For much of the 21st century, one way to win a Super Bowl was to draft a franchise quarterback … and wait.
Consider that from 2003-19, 15 of 17 Super Bowl winners were led by a quarterback they drafted — or, in Eli Manning’s case, acquired on draft night. Drew Brees (2009 Saints) and Peyton Manning (2015 Broncos) both led a new team to a title, but only after serious injury abruptly ended their initial tenures.
The formula was simple: find a franchise quarterback, then build the roster around him. That works well if you draft a generational talent like Tom Brady, Peyton Manning, or Ben Roethlisberger, who combined to win nine of those 17 titles. Six of the remaining eight rings went to Brees, Aaron Rodgers, Eli Manning, Russell Wilson, and Patrick Mahomes — all of whom are well on their way to Canton. And the two remaining outliers, Joe Flacco (2012) and Nick Foles (2017), posted historic postseason numbers to reward the teams that drafted them.
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Then, something happened: teams started building their rosters first, then adding the quarterback later. And it worked right away.
We saw a glimpse of it with the Broncos, who reached two Super Bowls in Manning’s four-year run and won a title in his final season. We didn’t see another quarterback of his caliber — or anything close — hit free agency until 2020 when Brady shockingly ended his 20-year reign in New England.
Tampa Bay pounced, and the rest is history. What came next was obvious for those who saw the signs: the Buccaneers had an elite defense and loaded skill-position group but were saddled by turnover machine Jameis Winston, who consistently hindered this team’s field position and scoring chances. They were, in essence, “one quarterback away.”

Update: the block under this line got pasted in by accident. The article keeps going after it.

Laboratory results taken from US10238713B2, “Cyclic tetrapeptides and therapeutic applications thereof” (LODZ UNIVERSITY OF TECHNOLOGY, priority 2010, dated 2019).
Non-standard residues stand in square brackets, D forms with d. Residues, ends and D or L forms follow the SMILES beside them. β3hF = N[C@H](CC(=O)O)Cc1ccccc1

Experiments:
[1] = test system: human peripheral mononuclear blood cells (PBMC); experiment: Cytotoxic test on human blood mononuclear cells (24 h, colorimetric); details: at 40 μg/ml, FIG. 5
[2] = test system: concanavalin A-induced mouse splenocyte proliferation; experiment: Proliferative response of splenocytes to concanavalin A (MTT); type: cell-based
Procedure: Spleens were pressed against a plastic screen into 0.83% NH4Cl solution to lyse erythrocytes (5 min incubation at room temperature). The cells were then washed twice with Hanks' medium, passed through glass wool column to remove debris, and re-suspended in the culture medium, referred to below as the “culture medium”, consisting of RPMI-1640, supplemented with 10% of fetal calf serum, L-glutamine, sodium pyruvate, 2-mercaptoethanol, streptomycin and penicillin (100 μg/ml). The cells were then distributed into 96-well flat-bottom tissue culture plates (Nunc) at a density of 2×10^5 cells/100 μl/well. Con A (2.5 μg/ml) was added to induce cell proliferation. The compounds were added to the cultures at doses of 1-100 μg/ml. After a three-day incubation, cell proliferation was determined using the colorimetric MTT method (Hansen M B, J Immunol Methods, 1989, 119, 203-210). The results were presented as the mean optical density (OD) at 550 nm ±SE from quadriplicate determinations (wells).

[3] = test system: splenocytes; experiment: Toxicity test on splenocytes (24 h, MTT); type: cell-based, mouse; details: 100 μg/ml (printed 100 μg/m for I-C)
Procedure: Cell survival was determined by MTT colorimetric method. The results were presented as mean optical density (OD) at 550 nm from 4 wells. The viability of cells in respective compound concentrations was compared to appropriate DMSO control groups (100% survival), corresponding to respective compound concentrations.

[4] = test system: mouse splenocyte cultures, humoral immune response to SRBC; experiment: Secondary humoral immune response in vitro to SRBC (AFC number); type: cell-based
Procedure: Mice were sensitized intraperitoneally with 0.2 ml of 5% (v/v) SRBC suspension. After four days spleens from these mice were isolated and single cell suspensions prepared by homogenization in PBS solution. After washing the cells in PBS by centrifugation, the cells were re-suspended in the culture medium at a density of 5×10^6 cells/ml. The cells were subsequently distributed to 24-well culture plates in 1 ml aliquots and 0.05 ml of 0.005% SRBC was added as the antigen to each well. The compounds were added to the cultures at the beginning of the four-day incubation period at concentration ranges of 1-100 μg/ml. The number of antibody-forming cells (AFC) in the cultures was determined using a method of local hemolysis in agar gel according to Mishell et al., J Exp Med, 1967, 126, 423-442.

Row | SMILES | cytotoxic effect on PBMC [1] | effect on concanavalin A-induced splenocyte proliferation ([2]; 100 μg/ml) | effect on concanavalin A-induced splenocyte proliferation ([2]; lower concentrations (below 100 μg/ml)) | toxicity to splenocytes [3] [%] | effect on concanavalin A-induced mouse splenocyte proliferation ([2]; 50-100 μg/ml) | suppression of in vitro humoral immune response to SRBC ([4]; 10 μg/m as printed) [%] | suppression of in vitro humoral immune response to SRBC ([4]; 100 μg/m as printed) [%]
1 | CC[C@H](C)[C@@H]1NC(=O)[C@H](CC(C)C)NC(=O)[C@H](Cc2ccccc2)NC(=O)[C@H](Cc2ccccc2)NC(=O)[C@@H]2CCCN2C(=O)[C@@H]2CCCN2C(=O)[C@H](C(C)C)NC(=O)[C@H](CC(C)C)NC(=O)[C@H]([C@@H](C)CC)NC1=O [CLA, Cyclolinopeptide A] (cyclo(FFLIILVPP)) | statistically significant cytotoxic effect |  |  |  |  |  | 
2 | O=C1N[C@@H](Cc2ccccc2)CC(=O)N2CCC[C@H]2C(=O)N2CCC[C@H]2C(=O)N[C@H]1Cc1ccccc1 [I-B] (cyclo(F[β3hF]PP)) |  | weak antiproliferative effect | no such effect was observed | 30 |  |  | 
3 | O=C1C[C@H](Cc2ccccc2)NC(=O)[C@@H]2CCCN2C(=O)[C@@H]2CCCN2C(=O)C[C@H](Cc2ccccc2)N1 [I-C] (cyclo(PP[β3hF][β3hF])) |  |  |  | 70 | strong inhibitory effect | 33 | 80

It was the same story a year later, when the Rams spent two first-round picks to swap starter Jared Goff for Pro Bowl passer Matthew Stafford. Los Angeles owned a Super Bowl roster with an erratic quarterback and was, in theory, an upgrade away from a title. Once again, the theory bore fruit.
That’s the backdrop to this season, which follows one of the craziest summers of player movement in league history. Nine teams will enter the 2022 campaign with a new signal-caller, all of them hoping that their team is truly “one quarterback away” from contention.
So who really fits the bill this season? The obvious candidate is the Broncos, who dealt one of the largest trade packages in NFL history to pry Wilson — who beat them in the 2014 Super Bowl — from the Seahawks. This defense has long been title-worthy and ranked fourth in points allowed per drive (1.78) a year ago despite facing the fourth-most plays per drive (6.56). That’s usually a function of a lethargic offense asking too much of its defense; sound familiar?
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That QB development could come from within, too. The Bills were “one quarterback away” until Josh Allen elevated his game to an MVP level; now they’re the Super Bowl favorites. Could the Dolphins be due for a similar bump? Tua Tagovailoa hasn’t lived up to his original billing as a top-five pick, but he’s in the perfect position to maximize his talents in new head coach Mike McDaniel’s offense — flanked by electric receivers, a dynamic run game and one of the league’s most talent-rich defenses.
Be careful applying this theory to every team with a new quarterback. Matt Ryan is a major upgrade for the Colts, but this roster had plenty of issues by the end of last season beyond just Carson Wentz. The Panthers are among my sleeper teams this year, but even I can admit that Baker Mayfield likely isn’t the guy to elevate a team from frisky to frightening.
Ultimately, this is still a quarterbacks’ league, but that doesn’t always mean grooming a homegrown talent like it once did. So as you’re scanning for Super Bowl values ahead of Week 1, consider those teams that were “one quarterback away” entering this offseason. It could pay massive dividends right away.